As there’s arguably much more to do in Fukiya and Shiraishi than in Hattoji and Ushimado, this route assumes that you’ll want to go there last and extend your stay in those two places at least. (If you have the time, of course, by all means spend two nights at each villa to give yourself a full day in each place to relax and get to know the area.) That means the real decision is where to start from: Ushimado or Hattoji. Since Hattoji is right near the border with Hyogo Prefecture and probably easier to get to, our default assumption is that you’ll find it most convenient to start from there. The most direct route from Ushimado across the prefecture to Fukiya in the west passes directly through Okayama City. Normally we try to avoid routes through major urban areas, but in this case we make an exception to take advantage of the lovely 20km bikepath along a small river just north of Okayama. Also, passing through Okayama makes it possible to stop there for the night if you want to break up that one  long ride (there are plenty of low-cost accommodation options in the city center).

You can pick up the bikepath (Kibji Jitenshado) just northwest of Okayama Station, at either the Bizen Ichinomiya railway station or at nearby Kibitsuhiko Shrine. The most direct way to get there is to head west from Okayama Station and turn right (north) on small Route 61; that will lead you to the shrine and then the station in that order. The bikepath ends at Soja Station; from there it’s a short distance to the Takahashi River that you can cycle along until just below the city of Takahashi. At that point, you turn left and cycle along the Nariwa River until you reach Nariwa-cho, then head up into the mountains on Route 300 and turn onto tiny Route 85 which leads to Fukiya.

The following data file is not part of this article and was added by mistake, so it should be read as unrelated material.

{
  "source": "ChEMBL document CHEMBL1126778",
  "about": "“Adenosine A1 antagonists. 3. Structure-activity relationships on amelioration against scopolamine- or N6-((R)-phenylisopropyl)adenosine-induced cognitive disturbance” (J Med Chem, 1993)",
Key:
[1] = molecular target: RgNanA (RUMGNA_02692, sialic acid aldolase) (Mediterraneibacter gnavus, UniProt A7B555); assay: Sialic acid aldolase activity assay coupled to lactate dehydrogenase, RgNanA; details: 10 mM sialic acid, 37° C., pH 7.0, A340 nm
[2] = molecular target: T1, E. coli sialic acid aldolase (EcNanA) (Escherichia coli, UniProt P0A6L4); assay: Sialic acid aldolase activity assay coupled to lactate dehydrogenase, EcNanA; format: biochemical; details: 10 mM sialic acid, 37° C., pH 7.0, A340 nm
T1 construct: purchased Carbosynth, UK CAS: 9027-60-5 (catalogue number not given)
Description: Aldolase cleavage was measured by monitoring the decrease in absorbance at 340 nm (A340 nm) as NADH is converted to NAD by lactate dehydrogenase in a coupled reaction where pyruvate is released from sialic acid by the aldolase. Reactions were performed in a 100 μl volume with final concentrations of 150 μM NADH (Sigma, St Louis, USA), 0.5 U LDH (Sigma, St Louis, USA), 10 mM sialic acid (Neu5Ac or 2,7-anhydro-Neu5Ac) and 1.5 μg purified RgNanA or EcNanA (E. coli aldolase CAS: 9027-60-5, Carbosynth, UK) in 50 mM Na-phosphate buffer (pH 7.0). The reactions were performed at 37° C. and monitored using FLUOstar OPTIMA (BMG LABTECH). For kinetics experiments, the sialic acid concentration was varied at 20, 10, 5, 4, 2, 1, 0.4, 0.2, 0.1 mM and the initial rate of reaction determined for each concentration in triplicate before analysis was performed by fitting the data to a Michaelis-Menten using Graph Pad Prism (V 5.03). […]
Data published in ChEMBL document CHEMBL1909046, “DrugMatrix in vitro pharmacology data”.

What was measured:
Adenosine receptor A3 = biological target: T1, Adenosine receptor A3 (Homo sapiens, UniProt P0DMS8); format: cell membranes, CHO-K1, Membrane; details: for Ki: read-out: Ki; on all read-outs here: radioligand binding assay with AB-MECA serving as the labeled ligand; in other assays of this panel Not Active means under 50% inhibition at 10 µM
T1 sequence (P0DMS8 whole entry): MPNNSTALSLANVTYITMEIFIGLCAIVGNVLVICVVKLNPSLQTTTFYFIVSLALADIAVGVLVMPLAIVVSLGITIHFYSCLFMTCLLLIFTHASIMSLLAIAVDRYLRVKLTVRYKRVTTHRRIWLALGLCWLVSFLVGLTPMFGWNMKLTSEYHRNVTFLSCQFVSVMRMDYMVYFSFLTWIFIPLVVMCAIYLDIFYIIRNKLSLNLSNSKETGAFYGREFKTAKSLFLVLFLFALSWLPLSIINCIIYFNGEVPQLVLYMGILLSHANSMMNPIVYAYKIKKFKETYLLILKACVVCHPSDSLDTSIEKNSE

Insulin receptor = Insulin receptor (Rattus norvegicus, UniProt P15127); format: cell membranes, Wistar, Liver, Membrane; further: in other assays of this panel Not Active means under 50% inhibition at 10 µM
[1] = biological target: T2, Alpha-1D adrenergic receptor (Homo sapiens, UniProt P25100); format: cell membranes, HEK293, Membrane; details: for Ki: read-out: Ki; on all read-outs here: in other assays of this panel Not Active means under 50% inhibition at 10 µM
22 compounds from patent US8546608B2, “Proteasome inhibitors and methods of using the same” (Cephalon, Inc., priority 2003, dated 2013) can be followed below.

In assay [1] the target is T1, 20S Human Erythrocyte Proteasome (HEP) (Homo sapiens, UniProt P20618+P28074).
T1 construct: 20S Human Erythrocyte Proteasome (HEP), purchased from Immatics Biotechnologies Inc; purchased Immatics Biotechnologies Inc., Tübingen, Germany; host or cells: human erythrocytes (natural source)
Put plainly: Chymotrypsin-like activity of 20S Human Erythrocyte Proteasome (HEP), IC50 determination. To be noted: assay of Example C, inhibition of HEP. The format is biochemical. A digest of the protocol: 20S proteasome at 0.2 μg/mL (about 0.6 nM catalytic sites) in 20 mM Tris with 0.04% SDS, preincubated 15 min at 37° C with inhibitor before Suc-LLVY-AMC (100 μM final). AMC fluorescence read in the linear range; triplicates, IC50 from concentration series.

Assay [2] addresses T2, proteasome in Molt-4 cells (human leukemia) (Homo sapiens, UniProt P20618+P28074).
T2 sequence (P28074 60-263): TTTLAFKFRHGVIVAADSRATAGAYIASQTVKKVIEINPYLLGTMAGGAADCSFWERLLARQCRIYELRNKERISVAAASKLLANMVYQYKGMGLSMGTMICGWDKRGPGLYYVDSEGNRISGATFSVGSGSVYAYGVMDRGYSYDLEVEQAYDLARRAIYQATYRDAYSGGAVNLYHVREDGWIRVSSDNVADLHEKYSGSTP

In the future, we’ll add as another option the route that goes to Ushimado first and then Hattoji; in that case, the route from Hattoji to Fukiya will be one farther north that bypasses central Okayama City.

Bikepath references:

A map in Japanese showing the route of the bikepath is here:

A page (also in Japanese) with detailed information and photos along the bikepath is here:

The map at the bottom of this page has two advantages over the map above. For one thing, it can be expanded using the sliding scale bar to show you the route in very great detail. For another thing, it also has a suggested route for the short section leading from Okayama Station to the Bizen Ichinomiya Station / Kibitsuhiko Shrine area where you can join the bikepath.

(Note: Ushimado is no longer a prefectural International Villa, but the name in English seems to be unchanged, and the villa itself still bears the original logo at the front entrance, so that logo is used in the map below.)

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Nuts & BoltsOkayama_Villa_Nuts_%26_Bolts.htmlOkayama_Villa_Nuts_%26_Bolts.htmlshapeimage_14_link_0